When over 1,000 Afghan nationals found refuge in the state of Iowa after being evacuated from their homeland in 2021, they were provided temporary immigration status through Operation Allies Welcome. Now, as their temporary status is set to expire, many are racing against the clock to find assistance applying for and securing more permanent immigration status. Seeing this need, the Drake University Law School Refugee Clinic mobilized to provide these critical services.
In the summer of 2022, the Refugee Clinic, along with its community partners, hosted multiple informational and screening sessions for Afghans paroled into the United States after the fall of the Afghan government. From these initial efforts, it became clear that many Afghans were eligible to apply for asylum as a pathway to permanent immigration status. Asylum is a legal remedy available to individuals who fear persecution in their country of origin. The Refugee Clinic worked in partnership with Iowa Legal Aid and the Polk County Volunteer Lawyers project to recruit and train dozens of pro bono attorneys to engage in direct representation of asylum seekers. To amplify the impact of pro bono efforts, the Refugee Clinic has also organized one day, pro se asylum clinics, in which volunteer attorneys and students are paired with Afghan asylum seekers to provide limited assistance with applications for asylum before the United States Citizenship and Immigration Services.
Drake Law third-year student Elizabeth Boyer has been instrumental in helping to get the pro se asylum clinics coordinated. “I joined the Refugee Clinic in Spring 2022 as a student attorney and worked with noncitizens from across the globe as they navigated life here in Iowa,” said Boyer. “That experience taught me a lot about the complex U.S. immigration system and the very human side of impersonal policies. When the Drake Refugee Clinic announced they were able to start helping Afghan nationals apply for asylum, I was eager to get on board.”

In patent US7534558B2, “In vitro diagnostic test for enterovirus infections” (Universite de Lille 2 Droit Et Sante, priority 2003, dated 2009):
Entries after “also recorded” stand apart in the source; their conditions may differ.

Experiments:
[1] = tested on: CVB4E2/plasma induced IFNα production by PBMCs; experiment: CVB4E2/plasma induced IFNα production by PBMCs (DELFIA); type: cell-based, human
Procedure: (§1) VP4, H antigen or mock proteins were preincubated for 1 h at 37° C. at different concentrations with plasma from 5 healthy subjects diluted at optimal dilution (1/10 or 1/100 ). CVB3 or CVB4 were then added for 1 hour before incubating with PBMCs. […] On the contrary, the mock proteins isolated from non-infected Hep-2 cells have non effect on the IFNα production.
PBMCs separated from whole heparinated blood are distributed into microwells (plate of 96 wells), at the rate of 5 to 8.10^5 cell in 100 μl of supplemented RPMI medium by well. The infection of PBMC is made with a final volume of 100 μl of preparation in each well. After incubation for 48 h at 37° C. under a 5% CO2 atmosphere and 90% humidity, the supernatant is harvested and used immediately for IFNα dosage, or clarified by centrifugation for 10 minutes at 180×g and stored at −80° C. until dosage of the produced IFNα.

The first asylum clinic was offered in September. A second is planned for Friday, Oct. 21 as part of Drake Law School’s Mark S. Cady Day of Public Service programming. Volunteer attorneys from Dorsey & Whitney LLP and Wells Fargo in Des Moines are participating in the clinic, which their offices are co-sponsoring with support from the Polk County Bar Association Volunteer Lawyers Project.
The pro se asylum clinics are made possible in part through a grant from the Iowa Bureau of Refugee Services. The grant established ALL Iowa, a collaborative partnership between Drake Law School, the University of Iowa College of Law’s Center for Human Rights, and Iowa Migrant Movement for Justice. ALL Iowa will aid in addressing the critical need for immigration legal services for Afghan nationals and provide services like Drake’s pro se asylum clinics and training and mentoring of pro bono attorneys. In addition to the clinics, Drake will take the lead in creating a virtual help desk that will provide limited general legal advice and referral services to unrepresented Afghans in Iowa. Find the press release for the partnership here.
Boyer says she is eagerly awaiting the opportunity to continue to help Afghan nationals on Cady Day. “The Drake Legal Clinic is excited to help even more Afghan nationals apply for asylum on Cady Day of Service. We are so grateful to the pro bono attorney community for their willingness to serve this population in need – we couldn’t do this without them. I am proud to do my part to help our Afghan allies apply for asylum in order to stay in the United States,” Boyer said.